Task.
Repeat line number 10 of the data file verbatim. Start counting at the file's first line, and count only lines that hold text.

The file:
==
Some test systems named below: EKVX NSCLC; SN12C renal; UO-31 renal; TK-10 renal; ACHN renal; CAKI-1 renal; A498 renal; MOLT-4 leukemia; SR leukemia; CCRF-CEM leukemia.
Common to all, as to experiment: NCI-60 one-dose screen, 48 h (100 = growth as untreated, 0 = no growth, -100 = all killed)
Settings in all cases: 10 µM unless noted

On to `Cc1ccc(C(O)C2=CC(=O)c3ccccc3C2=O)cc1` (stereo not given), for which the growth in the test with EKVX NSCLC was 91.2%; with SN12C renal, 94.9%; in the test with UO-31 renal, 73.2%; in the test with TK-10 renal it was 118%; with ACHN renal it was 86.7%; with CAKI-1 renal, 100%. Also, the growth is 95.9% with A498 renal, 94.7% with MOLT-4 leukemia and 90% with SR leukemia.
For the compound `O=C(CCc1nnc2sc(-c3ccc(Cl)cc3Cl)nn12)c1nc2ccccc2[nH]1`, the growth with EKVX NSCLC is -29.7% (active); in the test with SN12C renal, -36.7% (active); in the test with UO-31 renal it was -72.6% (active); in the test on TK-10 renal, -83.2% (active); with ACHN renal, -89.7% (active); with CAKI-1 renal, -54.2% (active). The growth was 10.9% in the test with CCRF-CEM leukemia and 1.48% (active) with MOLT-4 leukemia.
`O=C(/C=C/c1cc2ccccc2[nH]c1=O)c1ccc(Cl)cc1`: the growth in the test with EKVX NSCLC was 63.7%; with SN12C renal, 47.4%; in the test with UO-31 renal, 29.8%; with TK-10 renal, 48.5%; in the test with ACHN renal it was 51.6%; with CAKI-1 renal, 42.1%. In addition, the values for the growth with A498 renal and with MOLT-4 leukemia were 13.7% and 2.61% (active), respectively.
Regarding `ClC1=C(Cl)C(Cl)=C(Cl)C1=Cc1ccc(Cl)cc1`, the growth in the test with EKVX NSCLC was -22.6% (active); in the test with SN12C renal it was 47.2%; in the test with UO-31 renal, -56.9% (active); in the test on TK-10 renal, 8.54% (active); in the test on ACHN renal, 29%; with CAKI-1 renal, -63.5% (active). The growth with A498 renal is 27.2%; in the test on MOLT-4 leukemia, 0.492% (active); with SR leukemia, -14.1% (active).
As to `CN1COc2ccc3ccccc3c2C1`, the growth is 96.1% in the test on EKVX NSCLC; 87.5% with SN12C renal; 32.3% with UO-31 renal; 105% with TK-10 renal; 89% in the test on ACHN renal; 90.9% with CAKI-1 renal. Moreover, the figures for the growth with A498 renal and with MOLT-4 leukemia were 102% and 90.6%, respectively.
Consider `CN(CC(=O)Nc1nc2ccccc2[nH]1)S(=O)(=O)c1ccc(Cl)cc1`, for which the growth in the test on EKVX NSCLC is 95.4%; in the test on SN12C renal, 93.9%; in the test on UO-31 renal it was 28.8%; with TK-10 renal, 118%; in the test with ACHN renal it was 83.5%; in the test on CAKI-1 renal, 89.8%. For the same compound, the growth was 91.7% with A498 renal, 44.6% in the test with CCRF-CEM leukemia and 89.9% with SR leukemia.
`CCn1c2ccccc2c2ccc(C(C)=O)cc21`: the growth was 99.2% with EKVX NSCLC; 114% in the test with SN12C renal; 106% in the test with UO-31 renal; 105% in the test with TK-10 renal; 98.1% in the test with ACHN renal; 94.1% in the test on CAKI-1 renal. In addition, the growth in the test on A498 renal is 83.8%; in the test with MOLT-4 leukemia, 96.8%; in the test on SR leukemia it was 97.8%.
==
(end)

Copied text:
`CCn1c2ccccc2c2ccc(C(C)=O)cc21`: the growth was 99.2% with EKVX NSCLC; 114% in the test with SN12C renal; 106% in the test with UO-31 renal; 105% in the test with TK-10 renal; 98.1% in the test with ACHN renal; 94.1% in the test on CAKI-1 renal. In addition, the growth in the test on A498 renal is 83.8%; in the test with MOLT-4 leukemia, 96.8%; in the test on SR leukemia it was 97.8%.